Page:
New Cavalry Barracks
The first occupants of the barracks were the soldiers of “F” Troop, 5th U.S. Cavalry. In 1941 the 5th Cavalry left the post and the barracks were used by the 112th Cavalry of the Texas National Guard. The Buffalo Soldiers of the 9th Cavalry, African American troops, moved into the barracks in fall 1942. Lastly, for the remainder of World War II, the barracks were occupied by 182 African American enlisted women of the Womanís Army Corps Detachment of the 1855th
The two-story rectangular plan barracks is built atop a raised concrete basement. Load-bearing walls are of limestone webwall construction, with cast stone window sills and steel lintels. The main elevation is divided into fifteen bays by square wooden columns, with a cross-braced railing along the second-story porch.
Recorded Texas Historic Landmark - 2009
Erected 2009 by Texas Historical Commission. (Marker Number 15811.)
Marker series. This marker is included in the Buffalo Soldiers marker series.
Location. 29° 18.334′ N, 100° 25.146′ W. Marker is near Brackettville, Texas, in Kinney County. Marker is at the intersection of McClernand Road and Baylor Street, on the right when traveling west on McClernand Road. Touch for map. Marker is located on Fort Clark Springs in the Fort Clark National Register Historic District and is accessible to the public. Marker is at or near this postal address: 123 McClernand Road, Brackettville TX 78832, United States of America.
Other nearby markers. At least 8 other markers are within walking distance of this marker. Fort Clark Guardhouse (within shouting distance of this marker); Palisado Building Kitchen / Mess Room (about 400 feet away, measured in a direct line); Fort Clark Historic District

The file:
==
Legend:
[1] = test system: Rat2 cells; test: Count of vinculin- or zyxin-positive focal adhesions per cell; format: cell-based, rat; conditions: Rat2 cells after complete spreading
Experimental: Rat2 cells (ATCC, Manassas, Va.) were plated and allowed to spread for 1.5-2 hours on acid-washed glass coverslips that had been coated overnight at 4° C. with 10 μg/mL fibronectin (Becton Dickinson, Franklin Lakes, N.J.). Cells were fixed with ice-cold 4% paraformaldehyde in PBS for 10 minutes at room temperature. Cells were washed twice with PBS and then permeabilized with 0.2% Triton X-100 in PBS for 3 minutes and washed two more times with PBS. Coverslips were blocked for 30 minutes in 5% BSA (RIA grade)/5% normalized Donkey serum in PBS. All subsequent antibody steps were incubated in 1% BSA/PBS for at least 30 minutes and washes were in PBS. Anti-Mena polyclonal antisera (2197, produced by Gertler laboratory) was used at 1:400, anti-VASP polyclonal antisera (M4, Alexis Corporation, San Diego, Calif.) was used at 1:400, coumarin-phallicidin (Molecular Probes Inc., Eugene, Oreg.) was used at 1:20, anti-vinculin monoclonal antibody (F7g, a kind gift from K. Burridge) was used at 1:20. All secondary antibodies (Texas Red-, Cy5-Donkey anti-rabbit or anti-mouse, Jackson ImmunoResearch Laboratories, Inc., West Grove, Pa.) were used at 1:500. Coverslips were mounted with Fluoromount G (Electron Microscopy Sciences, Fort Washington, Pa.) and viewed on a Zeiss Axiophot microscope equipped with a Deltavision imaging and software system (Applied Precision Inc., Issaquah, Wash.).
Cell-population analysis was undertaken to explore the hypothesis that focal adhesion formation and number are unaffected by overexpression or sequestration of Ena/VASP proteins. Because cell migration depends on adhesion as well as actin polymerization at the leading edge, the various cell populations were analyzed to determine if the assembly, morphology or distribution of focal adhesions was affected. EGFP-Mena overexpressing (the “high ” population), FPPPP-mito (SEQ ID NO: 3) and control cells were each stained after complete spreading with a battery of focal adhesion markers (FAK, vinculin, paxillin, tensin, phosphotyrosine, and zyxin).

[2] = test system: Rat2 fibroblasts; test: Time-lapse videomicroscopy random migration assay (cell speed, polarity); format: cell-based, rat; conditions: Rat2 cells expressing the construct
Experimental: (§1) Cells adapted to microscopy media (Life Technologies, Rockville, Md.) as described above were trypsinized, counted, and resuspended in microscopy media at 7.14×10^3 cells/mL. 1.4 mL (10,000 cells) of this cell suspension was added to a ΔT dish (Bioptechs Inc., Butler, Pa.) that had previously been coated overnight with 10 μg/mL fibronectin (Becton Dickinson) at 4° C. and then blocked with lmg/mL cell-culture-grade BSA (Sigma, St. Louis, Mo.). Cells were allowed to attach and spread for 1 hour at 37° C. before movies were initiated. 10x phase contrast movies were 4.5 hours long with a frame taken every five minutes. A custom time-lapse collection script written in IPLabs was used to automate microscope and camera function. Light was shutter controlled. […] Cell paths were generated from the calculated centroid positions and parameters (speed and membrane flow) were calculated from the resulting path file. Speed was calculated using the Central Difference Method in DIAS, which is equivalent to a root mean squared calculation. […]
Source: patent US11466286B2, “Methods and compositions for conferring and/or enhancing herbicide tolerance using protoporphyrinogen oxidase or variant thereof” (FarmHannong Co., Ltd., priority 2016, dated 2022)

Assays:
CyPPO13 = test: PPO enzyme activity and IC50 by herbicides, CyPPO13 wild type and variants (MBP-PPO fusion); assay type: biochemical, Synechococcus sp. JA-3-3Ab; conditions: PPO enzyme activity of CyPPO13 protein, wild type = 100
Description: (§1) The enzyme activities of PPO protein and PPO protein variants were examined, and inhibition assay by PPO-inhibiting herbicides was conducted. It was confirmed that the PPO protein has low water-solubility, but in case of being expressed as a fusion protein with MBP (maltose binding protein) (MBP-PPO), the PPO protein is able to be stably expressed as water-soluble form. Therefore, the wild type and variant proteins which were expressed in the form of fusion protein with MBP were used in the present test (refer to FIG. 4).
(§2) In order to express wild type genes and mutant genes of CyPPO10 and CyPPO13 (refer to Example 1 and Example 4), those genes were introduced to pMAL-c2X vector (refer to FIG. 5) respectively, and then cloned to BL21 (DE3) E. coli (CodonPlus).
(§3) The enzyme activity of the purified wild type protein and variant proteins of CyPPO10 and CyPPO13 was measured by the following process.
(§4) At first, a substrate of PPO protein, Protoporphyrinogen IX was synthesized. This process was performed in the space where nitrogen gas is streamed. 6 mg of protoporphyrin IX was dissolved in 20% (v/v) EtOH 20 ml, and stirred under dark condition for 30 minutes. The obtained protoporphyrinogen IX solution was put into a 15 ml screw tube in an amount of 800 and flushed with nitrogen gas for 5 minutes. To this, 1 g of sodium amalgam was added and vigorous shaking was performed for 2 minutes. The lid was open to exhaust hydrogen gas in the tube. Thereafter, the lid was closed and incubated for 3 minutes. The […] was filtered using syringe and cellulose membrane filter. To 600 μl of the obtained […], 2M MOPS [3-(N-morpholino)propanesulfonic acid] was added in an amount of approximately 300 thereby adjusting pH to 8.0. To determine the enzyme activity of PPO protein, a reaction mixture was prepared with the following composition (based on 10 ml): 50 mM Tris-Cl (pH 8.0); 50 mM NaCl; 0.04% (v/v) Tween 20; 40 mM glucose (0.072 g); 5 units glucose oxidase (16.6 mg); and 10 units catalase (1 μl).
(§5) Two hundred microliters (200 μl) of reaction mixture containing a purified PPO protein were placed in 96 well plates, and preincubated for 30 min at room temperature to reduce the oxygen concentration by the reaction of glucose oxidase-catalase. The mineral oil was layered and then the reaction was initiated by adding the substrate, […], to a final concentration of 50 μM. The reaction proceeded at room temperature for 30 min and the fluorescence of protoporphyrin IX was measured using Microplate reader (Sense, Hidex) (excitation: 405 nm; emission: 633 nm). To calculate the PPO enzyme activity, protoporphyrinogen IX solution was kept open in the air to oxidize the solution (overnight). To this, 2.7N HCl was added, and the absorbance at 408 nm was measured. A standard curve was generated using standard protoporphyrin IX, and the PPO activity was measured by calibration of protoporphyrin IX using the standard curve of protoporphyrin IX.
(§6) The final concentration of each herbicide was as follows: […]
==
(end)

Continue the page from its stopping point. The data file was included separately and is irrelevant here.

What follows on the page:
Regarding New Cavalry Barracks. The New Cavalry Barracks on Fort Clark is a classic and enduring example of army architecture from the late 1930ís with perhaps a one of a kind design to suit the specific location of the building. Today, although the building is not in use, it is being sensibly maintained by the Fort Clark Springs Association until an appropriate adaptive reuse of the building can be undertaken. Of the four two story cavalry barracks remaining in the Fort Clark Historic District two have experienced irreversible unsympathetic modifications to create motel units and a third is not in a good state of repair. Only this barracks, “Seminole Hall,” stands alone as essentially unaltered and a stellar model of responsible preservation.
The New Cavalry Barracks is the finest example
Categories. • African Americans • War, World II •
Credits. This page was last revised on June 11, 2018. This page originally submitted on May 3, 2012, by William F Haenn of Fort Clark (Brackettville), Texas. This page has been viewed 661 times since then and 40 times this year. Photos: 1, 2, 3, 4. submitted on May 3, 2012, by William F Haenn of Fort Clark (Brackettville), Texas. • Bill Pfingsten was the editor who published this page.